Friday, November 23rd, 2012

Guest Post by A.M. Harte: Above Ground, In Seasons

A mind is a terrible thing to waste, like using scotch to degrease an engine block, or polishing a commemorative spoon from Cleveland, Ohio with golden fleece. Not to say anything bad about Cleveland, Ohio, or commemorative spoons thereof, because I am the proud owner of one with such provenance.

AM Harte hates wasting scotch. Thanks to her keen, esteemable and occasionally infuriating skills as an editor, the work that you’ve seen has been of a much higher caliber than I could hope to produce going it solo.

So of course when she told me that she was preparing a blog tour for the release of her new book, Above Ground, the second thing that I said was “I would love to host a guest post!” The first thing I said was “sucks to be edited, doesn’t it” and then while I was cackling maniacally and twirling my mustache I thought I heard a shredder in the background but I’m guessing that was completely unrelated to any manuscripts of mine that I may or may not have sent in the past month.

On with the guest post! And be sure to check out AM Harte’s Above Ground and enter the giveaway!

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When one writes a guest post, it’s good form to write something that complements the blog owner’s personality. But what topic could be as whimsical and unpredictable as Greg X Graves?

A number of inappropriate topics come to mind, but there is only one possible safe option: the weather. More specifically, identifying which of the characters in Above Ground most relate to each season.

The idea was like a cheesy chain mail personality test: stupid and clichéd yet strangely irresistible.

So here goes: Above Ground, in seasons.


Lilith, the protagonist of Above Ground, is springtime. She’s young, full of potential and determination to succeed. As a human who has grown up underground, she is fairly naïve about the world above ground where werewolves and witches roam, but throughout the novel has the time to grow.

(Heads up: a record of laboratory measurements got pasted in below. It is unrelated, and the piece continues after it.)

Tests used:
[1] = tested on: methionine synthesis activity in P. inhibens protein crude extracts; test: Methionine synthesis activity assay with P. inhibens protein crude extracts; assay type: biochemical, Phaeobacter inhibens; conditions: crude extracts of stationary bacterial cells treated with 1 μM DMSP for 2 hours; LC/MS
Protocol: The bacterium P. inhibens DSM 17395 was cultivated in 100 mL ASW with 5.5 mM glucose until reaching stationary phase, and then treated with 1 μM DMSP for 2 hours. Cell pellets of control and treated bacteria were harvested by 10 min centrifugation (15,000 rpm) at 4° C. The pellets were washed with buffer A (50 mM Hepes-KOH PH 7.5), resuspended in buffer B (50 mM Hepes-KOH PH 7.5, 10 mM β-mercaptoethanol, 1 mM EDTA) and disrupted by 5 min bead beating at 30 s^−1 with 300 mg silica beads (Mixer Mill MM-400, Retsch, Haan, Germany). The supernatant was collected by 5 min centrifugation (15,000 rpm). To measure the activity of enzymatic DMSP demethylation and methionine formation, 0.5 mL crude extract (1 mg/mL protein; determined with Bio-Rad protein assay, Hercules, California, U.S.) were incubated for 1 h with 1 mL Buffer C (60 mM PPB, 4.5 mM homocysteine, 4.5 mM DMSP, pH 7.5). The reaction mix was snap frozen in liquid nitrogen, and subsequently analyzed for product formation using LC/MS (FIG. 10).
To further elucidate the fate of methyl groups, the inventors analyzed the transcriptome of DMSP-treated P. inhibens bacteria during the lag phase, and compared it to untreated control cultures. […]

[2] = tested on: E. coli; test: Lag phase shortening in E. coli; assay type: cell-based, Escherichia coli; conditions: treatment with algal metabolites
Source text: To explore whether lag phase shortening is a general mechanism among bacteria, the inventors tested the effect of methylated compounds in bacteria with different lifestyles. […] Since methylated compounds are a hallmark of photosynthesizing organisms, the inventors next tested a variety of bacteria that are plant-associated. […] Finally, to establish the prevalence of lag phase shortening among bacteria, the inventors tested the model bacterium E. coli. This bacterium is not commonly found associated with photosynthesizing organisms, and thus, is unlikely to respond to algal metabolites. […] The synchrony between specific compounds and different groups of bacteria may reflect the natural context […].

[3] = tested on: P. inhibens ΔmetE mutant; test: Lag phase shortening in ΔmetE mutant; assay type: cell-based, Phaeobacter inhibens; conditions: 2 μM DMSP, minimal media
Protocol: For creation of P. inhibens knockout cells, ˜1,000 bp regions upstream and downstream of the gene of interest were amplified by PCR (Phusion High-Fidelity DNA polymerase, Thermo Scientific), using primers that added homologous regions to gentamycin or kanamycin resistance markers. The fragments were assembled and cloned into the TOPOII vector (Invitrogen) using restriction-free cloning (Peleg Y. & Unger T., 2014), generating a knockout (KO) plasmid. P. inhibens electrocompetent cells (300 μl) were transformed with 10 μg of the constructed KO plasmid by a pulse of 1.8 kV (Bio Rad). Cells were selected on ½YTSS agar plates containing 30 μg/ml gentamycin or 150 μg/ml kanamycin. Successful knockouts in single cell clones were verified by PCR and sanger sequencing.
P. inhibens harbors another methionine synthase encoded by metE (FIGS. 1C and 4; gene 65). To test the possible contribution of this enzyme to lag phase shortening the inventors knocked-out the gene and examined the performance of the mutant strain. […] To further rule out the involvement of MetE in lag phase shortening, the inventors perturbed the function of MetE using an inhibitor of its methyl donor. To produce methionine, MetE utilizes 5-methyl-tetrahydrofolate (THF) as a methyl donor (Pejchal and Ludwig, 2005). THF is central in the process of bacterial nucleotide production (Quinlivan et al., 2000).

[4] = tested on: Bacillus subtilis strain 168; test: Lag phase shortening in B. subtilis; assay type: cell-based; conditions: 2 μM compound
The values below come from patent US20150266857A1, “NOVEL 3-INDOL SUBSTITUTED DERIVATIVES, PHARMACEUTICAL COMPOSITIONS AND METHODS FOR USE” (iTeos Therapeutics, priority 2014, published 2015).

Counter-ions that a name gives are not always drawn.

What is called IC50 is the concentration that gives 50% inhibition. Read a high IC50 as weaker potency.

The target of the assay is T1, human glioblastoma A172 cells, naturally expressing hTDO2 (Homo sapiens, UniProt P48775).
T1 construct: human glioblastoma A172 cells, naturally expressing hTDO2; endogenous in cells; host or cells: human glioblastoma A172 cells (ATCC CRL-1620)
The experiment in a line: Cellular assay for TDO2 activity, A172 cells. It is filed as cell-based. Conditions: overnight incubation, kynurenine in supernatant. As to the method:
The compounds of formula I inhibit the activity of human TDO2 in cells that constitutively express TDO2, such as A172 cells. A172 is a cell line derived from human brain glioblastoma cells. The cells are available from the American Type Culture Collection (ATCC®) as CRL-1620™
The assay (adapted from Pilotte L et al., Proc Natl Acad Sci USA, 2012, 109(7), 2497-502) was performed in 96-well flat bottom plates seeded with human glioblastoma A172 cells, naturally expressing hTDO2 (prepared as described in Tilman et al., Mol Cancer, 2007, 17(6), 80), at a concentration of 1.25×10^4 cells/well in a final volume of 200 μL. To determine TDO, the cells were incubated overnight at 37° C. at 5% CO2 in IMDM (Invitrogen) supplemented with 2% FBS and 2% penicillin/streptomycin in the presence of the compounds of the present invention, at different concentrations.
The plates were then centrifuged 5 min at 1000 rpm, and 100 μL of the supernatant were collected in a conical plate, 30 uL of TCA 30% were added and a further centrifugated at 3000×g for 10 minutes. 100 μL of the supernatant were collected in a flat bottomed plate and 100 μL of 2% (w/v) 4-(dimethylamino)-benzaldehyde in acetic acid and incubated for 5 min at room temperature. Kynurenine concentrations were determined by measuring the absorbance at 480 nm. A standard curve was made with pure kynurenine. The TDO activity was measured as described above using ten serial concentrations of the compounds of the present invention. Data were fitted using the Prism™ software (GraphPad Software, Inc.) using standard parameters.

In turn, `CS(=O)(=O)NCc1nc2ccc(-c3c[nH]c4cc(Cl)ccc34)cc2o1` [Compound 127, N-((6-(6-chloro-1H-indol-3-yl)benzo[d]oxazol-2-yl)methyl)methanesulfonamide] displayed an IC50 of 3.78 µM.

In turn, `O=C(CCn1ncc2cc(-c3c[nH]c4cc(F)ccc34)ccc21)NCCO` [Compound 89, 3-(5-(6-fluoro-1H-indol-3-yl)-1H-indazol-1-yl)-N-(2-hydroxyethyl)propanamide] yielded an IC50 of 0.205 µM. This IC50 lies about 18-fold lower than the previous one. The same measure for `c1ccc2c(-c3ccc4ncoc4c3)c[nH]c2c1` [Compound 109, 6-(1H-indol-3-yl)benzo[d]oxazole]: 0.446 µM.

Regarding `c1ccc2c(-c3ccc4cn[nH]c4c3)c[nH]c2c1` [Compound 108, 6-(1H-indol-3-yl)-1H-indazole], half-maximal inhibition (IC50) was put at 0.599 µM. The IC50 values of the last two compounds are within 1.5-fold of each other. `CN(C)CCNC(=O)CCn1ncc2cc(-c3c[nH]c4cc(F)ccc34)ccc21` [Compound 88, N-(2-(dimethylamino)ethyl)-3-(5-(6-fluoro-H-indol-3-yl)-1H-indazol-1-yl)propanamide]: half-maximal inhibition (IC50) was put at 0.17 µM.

Lilith is also changeable, sullen and stubborn and passionate in turns. Her temper is quick-burning and her decisions are often impulsive.


Silver, the male protagonist, is summer. As a werewolf in his prime, he’s resilient and knows his mind. His temper can be fiery hot but can also burn slowly and fiercely, like those interminable summer afternoons where all you can do is lie in a daze.

He can be standoffish and aloof, seldom showing his softer emotions, but at his core he has a strong sense of responsibility and is, in his own way bad boy way, nurturing.


Emma, Lilith’s best friend, is autumn. Firstly, Emma makes me think of autumnal colours (she has dark red/brown hair) and of going back to school (given that she’s fairly studious).

But her connection to autumn runs deeper than that: Emma’s actions are a lot more considered than Lilith’s; she’s rarely impulsive and always tries to think ahead and prepare for the upcoming storm.

As the third protagonist, Emma is a good counterpoint to Silver and Lilith, because she’s the only one who takes the time to think and doesn’t by default fall back upon anger.


Here’s where I hit a block. Winter seems a villainous season: cold, uncaring, frigid, distant. But there are no real villains in Above Ground, and even Lilith’s father, who has an antagonistic role and displays cold calculation, doesn’t have the depth I’d expect from a winter personality.

After some consideration, I’ve settled on a minor character for winter: Zachal. Not much is revealed about him in Above Ground, but he is the character playing the longest game. Known commonly as the Snake, he is in fact a dragon of considerable age, and has the slow, enduring patience of winter.

The moral: never trust the weather.

Which characters (from any book!) would you relate to each season?

A.M. Harte writes twisted speculative fiction, such as the post-apocalyptic Above Ground and the zombie love anthology Hungry For You. She is excellent at missing deadlines, has long forgotten what ‘free time’ means, and is utterly addicted to chocolate. She lives in London, a city not half as foggy as some seem to think.